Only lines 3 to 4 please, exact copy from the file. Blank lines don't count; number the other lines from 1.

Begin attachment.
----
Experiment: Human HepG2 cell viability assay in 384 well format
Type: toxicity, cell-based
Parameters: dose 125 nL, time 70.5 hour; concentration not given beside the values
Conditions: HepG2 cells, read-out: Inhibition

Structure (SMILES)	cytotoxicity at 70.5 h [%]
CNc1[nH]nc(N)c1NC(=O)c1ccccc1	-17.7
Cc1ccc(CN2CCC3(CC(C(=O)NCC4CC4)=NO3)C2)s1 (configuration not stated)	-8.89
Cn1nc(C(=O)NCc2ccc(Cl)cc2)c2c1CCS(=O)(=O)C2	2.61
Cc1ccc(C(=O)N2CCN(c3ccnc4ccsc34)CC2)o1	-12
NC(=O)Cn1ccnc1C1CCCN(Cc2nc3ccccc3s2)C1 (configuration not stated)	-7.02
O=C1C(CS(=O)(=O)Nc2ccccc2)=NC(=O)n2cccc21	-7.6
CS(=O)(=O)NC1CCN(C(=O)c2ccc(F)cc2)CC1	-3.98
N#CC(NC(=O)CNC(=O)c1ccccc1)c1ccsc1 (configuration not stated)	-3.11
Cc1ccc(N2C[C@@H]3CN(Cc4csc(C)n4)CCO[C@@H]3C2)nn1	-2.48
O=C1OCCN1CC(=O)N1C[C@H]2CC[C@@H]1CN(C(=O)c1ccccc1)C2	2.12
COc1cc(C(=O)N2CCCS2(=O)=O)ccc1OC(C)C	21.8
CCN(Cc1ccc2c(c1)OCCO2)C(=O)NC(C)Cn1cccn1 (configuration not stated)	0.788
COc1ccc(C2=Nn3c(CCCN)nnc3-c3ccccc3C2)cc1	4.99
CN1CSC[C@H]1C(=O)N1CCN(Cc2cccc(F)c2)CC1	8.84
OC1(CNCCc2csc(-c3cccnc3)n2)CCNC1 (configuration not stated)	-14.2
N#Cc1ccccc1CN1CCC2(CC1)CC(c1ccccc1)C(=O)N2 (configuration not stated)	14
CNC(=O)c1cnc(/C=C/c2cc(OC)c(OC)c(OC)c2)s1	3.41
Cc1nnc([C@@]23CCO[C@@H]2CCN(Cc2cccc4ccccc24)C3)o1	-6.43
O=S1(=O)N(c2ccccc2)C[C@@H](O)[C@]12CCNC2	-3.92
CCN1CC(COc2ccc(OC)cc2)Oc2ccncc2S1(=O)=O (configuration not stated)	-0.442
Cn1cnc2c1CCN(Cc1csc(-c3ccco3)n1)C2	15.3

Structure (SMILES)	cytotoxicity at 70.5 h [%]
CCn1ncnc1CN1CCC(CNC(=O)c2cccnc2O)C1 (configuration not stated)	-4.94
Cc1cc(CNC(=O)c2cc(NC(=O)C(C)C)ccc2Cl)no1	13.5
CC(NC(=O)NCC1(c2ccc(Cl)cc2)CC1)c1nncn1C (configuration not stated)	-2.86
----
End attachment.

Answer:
Parameters: dose 125 nL, time 70.5 hour; concentration not given beside the values
Conditions: HepG2 cells, read-out: Inhibition